Next up… the firewall!

Still dragging my way through the wings

Spent most of the long weekend working on a project for my brother… He wanted to make some replica B-17 nose art.  So I fabricated a 26″x26″ fuselage section.  It’s curved with two ribs and two stiffener and some AN470-4 rivets.  It came out pretty nice — it just took a bit longer to build than I hoped.

Then I got back to work on the aileron control rods.  I primed the main rods and started to assemble.  I was short some of the cherry max rivets, so I had to defer further work (and get an order out to Aircraft Spruce so I can have them by next weekend!).  One of the mandrels got stuck in my puller, so I had to break out my father-in-law’s trusty puller that worked like a champ.

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So I started working on the gap seals.  The blue plastic was really clinging to the aluminum.  This does not bode well for when I pull all the old stuff off.  I had to strip off the adhesive with a large dose of acetone.  The worse news was that when I went to go dimple the seals, I found that my trusty Main Squeeze’ cam had broken.  It just doesn’t reliably go up and down.  So that meant that I had to bang out another order to Cleveland Tools since I don’t see a way to make much further progress without a good hand squeezer.  I did make some progress  by dusting off my pnuematic squeezer, but while it was fine for dimpling, I found that was having problems actually squeezing rivets (it may be because my air compressor seems to max out at 90 lbs pressure these days).  Sigh.  At least the new tools and replacement rivets should arrive before the weekend.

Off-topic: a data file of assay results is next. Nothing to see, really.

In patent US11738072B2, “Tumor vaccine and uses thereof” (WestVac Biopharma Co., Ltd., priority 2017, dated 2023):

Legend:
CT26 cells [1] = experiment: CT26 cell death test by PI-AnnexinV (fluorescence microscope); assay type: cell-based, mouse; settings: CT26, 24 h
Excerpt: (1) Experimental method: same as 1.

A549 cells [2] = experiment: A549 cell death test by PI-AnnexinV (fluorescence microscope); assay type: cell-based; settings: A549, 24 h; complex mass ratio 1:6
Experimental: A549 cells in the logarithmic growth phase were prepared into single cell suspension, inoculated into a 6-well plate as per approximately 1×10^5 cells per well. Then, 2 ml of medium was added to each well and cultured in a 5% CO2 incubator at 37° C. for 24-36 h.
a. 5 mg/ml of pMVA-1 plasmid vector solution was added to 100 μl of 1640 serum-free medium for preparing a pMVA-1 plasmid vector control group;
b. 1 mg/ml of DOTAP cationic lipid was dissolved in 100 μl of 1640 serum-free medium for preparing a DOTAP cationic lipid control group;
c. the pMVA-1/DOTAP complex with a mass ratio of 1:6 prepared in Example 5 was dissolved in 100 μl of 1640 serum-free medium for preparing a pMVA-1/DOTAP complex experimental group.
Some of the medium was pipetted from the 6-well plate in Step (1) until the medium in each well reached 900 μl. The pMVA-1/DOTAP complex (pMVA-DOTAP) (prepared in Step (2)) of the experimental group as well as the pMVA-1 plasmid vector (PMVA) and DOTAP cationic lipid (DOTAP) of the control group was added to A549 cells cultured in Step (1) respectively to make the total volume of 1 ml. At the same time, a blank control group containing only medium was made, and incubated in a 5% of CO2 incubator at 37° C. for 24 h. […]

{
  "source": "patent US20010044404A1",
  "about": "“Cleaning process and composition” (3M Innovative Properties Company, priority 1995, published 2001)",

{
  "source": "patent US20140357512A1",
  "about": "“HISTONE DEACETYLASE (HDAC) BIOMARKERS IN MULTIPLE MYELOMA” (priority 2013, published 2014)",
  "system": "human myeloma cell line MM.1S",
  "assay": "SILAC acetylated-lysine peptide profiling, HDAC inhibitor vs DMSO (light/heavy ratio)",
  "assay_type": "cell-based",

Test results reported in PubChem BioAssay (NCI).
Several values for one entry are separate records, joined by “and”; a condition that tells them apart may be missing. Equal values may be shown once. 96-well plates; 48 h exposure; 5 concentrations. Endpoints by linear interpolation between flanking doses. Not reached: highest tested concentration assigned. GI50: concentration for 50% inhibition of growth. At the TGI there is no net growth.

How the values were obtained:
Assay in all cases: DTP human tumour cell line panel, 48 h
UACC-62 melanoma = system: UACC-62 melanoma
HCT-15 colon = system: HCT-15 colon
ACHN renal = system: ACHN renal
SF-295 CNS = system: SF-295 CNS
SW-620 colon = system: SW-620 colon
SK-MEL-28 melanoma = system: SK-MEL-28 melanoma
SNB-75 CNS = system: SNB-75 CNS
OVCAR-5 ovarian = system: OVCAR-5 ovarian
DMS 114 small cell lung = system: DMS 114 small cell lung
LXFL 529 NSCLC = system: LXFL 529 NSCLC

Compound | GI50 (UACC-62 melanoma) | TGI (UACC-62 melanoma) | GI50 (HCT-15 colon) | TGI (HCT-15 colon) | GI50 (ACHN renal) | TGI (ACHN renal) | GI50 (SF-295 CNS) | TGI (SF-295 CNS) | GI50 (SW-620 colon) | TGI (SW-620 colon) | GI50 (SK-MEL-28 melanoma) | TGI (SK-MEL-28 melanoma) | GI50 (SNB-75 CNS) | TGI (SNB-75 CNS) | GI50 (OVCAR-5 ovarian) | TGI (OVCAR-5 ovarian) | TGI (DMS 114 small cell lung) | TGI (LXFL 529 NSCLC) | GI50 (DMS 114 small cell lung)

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I had to do some work to actually fit the seals onto the wing.  The new aileron attach brackets are a bit larger and beefier, so I had to trim one end and make sure there is no interference (and no stress corners).

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So, next week I’ll hopefully have the gap seals on and the aileron rods in place.  I made sure that I will have all the AN hardware (I ordered some extra from Aircraft Spruce to make sure).